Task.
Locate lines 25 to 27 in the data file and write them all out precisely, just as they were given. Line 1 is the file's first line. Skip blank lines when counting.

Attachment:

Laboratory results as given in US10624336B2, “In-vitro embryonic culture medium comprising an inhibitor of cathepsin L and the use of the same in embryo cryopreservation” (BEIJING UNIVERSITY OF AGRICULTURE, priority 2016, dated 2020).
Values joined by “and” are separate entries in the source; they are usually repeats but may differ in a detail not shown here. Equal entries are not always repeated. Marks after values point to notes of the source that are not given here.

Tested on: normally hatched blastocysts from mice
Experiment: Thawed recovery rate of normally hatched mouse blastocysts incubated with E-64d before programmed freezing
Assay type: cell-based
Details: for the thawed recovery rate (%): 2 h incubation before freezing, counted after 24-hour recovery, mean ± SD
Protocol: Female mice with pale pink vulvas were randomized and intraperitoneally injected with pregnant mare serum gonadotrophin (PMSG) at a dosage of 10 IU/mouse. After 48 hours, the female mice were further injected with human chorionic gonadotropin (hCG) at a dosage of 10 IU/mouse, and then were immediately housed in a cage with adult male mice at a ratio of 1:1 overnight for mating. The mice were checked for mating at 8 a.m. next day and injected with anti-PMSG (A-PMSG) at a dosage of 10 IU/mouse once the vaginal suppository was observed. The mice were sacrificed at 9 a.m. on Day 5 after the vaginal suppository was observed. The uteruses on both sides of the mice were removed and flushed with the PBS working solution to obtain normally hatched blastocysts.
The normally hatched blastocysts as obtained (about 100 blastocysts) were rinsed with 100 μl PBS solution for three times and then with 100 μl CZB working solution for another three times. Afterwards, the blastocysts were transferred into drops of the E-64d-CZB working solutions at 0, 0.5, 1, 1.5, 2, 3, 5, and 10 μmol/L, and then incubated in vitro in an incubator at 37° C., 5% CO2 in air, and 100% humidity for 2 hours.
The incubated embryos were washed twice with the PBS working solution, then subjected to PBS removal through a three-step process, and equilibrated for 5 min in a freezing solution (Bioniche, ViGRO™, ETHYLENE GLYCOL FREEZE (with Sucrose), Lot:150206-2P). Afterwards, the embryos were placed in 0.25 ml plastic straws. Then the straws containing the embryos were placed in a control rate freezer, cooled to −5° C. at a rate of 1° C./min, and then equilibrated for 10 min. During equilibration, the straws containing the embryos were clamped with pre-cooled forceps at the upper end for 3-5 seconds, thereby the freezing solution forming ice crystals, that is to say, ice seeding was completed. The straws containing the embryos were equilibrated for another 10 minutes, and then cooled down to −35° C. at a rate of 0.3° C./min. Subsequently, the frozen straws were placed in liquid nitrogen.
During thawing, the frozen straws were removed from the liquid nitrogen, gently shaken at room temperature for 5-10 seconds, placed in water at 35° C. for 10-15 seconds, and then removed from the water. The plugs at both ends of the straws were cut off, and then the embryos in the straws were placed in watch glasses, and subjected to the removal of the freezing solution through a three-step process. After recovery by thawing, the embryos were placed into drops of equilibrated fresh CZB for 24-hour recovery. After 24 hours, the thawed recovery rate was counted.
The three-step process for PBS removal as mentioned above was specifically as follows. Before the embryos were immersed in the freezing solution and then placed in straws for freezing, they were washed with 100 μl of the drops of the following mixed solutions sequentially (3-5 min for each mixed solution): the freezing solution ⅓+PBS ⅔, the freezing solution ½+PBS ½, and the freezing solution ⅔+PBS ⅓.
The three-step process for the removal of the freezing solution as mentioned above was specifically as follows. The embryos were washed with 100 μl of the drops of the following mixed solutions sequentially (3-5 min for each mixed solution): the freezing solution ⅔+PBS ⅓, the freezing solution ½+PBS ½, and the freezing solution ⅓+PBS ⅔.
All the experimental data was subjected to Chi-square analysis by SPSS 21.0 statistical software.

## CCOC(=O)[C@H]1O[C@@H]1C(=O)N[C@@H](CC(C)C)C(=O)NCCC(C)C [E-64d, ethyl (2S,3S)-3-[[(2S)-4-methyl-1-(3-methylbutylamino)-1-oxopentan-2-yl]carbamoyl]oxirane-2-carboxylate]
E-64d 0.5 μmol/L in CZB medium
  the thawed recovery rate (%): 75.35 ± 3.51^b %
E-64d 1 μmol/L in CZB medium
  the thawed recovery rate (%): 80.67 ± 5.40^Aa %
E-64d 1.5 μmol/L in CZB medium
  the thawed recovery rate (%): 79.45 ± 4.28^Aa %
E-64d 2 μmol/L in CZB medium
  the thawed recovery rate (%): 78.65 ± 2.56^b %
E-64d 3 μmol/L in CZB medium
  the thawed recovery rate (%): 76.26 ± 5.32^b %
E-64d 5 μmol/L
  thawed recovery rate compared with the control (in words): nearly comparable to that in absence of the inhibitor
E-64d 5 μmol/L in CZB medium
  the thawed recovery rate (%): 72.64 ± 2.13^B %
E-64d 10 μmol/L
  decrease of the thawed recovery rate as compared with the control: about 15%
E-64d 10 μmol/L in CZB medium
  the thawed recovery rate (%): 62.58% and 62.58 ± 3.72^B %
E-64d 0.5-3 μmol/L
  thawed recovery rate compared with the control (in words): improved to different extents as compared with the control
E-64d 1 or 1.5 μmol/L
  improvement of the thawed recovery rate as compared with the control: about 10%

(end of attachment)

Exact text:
E-64d 5 μmol/L
  thawed recovery rate compared with the control (in words): nearly comparable to that in absence of the inhibitor
E-64d 5 μmol/L in CZB medium